Japanese Stocks Extend Longest Winning Streak Since June 2015By and
Lenders rise following drop as investors seen buying on dips
Exporters sink on stronger yen; oil slump weighs on producers
Tokyo shares advanced for a 12th day to extend their longest winning streak since June 2015 as a rally in bank shares wiped out an earlier loss sparked by a strengthening yen.
The Topix index reversed a drop of as much as 0.5 percent to close at the highest level since the Bank of Japan introduced negative interest rates in January. Bank shares gave the biggest boosts to the Topix as all three Japanese megabanks climbed. Before the June 2015 winning streak, the longest stretch of gains for the Topix was in August 2009.
“We had the market falling for the first time in a while, and there are expectations that the Bank of Japan will buy Japanese stocks,” said Tomoichiro Kubota, a senior analyst at Matsui Securities Co. in Tokyo. Bank shares were declining “so we were already seeing purchases there in the morning, but we’re seeing more buying on dips,” he said.
The BOJ tends to step in on days when stocks fall before the trading break. While the central bank doesn’t say whether it bought exchange traded funds until after the close, investors can tell if it did by looking at off-exchange cross trades. The BOJ seeks to spend 6 trillion yen ($53.5 billion) a year on ETFs that track the Nikkei 225 Stock Average, Topix and JPX-Nikkei Index 400.
“Since we’ve risen so far so quickly, whenever we see falls there are investors who want to buy,” said Tsutomu Yamada, an analyst at Kabu.com Securities Co. in Tokyo. “Bank shares had been making lackluster moves last week when the overall market was rising, but they’re still cheap. Even when they’re sold they don’t fall far, and investors are easily stepping in to buy back.”
Banks led gains on the Topix Monday, with Mizuho Financial Group Inc. advancing 2.1 percent and Mitsubishi UFJ Financial Group Inc. up 1.5 percent. The industry group gauge rose 0.5 percent last week, when the Topix climbed 2.5 percent.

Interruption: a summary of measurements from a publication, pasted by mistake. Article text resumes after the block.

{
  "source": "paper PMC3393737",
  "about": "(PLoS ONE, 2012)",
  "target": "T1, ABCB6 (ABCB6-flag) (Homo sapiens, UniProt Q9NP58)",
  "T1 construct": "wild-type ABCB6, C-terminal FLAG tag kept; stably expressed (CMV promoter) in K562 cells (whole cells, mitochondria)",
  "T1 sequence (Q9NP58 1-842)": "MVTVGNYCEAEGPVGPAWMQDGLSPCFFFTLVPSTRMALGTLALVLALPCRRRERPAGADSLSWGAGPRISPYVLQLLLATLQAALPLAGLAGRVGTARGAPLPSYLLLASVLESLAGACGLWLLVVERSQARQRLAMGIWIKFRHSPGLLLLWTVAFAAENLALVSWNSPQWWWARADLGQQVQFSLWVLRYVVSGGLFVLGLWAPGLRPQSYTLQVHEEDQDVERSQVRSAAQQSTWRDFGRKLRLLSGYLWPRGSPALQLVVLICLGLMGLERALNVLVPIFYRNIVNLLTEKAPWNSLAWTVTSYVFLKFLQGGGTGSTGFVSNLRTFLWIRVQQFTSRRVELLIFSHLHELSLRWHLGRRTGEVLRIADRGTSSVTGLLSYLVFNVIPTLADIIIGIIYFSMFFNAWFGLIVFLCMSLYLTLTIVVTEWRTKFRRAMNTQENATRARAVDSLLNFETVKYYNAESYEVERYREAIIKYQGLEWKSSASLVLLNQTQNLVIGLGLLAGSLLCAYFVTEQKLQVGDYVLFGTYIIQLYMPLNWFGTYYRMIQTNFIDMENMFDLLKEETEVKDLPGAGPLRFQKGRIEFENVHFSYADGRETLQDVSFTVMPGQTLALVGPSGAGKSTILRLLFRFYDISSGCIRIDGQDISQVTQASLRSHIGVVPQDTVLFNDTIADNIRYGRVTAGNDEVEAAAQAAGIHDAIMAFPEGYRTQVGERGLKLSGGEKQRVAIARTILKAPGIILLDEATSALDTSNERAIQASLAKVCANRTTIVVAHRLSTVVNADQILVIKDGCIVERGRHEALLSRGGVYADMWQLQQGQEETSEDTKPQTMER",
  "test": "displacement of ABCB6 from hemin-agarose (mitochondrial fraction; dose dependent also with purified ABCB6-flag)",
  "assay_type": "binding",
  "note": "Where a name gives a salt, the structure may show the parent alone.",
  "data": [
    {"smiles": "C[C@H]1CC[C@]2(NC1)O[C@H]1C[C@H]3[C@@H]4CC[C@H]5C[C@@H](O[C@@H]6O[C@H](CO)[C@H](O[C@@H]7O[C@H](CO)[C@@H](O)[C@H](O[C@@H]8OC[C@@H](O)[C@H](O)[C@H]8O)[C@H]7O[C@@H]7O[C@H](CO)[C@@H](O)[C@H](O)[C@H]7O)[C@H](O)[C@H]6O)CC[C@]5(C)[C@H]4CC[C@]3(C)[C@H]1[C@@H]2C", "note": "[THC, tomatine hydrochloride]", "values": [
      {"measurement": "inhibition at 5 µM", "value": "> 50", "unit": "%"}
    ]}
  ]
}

Meanwhile, exporters including electric-appliance makers and car manufacturers were among the biggest drags on the benchmark as the yen strengthened the most against the dollar in three weeks with traders looking ahead to this week’s U.S. jobs report and other economic data that could derail the greenback’s surge. Murata Manufacturing Co. fell 1.2 percent and Suzuki Motor Corp. lost 1.6 percent.
The Bloomberg Dollar Spot Index is pulling back from a decade high before updates on U.S. gross domestic product, personal spending and non-farm payrolls this week.
Oil explorers as a group were the biggest losers on the Topix, with Inpex Corp. sinking 1 percent and Japan Petroleum Exploration Co. declining 2 percent.
The Organization of Petroleum Exporting Countries is embarking on a last-ditch diplomatic push to reach a production cut, with ministers flying to Russia for talks, as Saudi Arabia for the first time suggested the oil club doesn’t necessarily need to curb output. Oil futures fell by as much as 2 percent in New York before erasing losses. Prices dropped 4 percent Friday after Saudi Arabia pulled out of talks scheduled for Monday with non-OPEC producers, including Russia.
Futures on the S&P 500 Index fell 0.2 percent. The underlying equity gauge added 0.4 percent on Friday in light post-Thanksgiving trading as the four major equity indexes reached all-time highs.
— With assistance by Nao Sano